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A Panthera study revealed that a staggering 1,470 jaguars in the Brazilian Amazon are estimated to have been killed or displaced. All between 2016 to 2019 from forest fires and deforestation.

Panthera, the global wild cat Conservation organization, along with other institutes, assessed the jaguar population based on a satellite imagery database.

This assessment led to the discovery of 1,470 jaguars being displaced or killed. Many are being killed from habitat loss, forest fires, and human conflict.

Panthera Conservation Scientist and study co-author Fernando Tortato said, “Headlines of wildfires devastating large swaths of habitate. Even fast-moving wildlife populations, and human communities are becoming the new normal around the globe, with ‘fire season’ emerging as a perennial state. But as our research shows, the scale of loss for jaguars along with at least 300 individuals killed or displaced each year is not a norm we can accept.”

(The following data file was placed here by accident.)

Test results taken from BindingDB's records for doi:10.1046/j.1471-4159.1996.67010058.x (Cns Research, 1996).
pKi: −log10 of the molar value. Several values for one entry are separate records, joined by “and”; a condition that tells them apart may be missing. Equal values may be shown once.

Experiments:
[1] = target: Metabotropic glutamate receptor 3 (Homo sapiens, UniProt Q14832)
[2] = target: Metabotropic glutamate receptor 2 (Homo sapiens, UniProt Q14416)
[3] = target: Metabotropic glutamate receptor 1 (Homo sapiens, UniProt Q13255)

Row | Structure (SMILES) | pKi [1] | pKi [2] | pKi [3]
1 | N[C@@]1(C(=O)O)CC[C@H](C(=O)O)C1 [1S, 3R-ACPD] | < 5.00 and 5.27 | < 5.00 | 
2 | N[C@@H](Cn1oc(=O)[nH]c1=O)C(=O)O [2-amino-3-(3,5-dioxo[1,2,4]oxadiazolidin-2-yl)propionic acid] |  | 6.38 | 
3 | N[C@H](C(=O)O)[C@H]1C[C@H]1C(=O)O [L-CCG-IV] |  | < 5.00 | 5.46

The Brazilian Amazon is in critical danger of being wiped out entirely. So much so that the number of animal habitats and biodiversity could never be recreated.

This isn’t just endangered jaguars or other animal species. It also puts the communities that live there at risk, as well as the indigenous people who rely on the Amazon.

This is a serious issue that must be addressed before the entire Amazon has been taken over and destroyed. Wiping out something that can never truly be replaced.

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